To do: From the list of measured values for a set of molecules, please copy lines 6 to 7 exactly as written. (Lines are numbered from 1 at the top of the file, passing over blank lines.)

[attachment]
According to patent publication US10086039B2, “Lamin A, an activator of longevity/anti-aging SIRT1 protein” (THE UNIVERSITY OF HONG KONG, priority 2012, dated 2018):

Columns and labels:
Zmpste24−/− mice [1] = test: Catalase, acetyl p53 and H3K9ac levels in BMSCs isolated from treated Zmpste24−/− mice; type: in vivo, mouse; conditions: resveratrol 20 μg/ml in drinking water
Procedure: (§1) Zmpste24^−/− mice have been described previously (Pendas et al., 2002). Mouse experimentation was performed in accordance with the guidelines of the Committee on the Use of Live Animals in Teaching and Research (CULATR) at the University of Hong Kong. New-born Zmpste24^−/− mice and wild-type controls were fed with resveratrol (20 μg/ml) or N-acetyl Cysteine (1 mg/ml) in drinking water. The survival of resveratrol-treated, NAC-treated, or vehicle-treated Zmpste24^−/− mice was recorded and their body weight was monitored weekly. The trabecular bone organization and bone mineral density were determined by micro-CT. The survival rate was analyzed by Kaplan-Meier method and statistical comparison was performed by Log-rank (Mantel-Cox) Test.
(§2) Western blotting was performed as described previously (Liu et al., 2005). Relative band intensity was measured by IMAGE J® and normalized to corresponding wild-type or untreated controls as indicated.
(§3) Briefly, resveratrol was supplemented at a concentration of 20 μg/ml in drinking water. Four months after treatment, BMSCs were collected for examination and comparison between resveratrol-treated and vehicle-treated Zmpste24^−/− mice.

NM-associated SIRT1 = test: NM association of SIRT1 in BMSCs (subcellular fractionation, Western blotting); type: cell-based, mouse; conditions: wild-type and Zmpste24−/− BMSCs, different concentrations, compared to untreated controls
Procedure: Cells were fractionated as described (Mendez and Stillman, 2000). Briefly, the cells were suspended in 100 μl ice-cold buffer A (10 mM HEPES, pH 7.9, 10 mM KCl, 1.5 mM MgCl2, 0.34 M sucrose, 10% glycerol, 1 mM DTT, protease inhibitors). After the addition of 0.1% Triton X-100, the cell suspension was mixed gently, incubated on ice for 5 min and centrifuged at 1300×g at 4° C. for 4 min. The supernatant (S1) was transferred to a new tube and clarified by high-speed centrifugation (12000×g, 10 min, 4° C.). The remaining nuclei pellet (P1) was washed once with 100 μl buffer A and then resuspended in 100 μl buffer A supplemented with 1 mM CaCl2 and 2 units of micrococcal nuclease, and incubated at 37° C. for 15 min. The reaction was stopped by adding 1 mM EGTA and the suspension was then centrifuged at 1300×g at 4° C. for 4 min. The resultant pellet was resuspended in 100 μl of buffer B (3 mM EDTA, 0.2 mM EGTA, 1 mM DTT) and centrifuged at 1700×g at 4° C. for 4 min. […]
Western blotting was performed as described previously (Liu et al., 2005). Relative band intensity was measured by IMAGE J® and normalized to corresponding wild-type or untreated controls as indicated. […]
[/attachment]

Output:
(§3) Briefly, resveratrol was supplemented at a concentration of 20 μg/ml in drinking water. Four months after treatment, BMSCs were collected for examination and comparison between resveratrol-treated and vehicle-treated Zmpste24^−/− mice.

NM-associated SIRT1 = test: NM association of SIRT1 in BMSCs (subcellular fractionation, Western blotting); type: cell-based, mouse; conditions: wild-type and Zmpste24−/− BMSCs, different concentrations, compared to untreated controls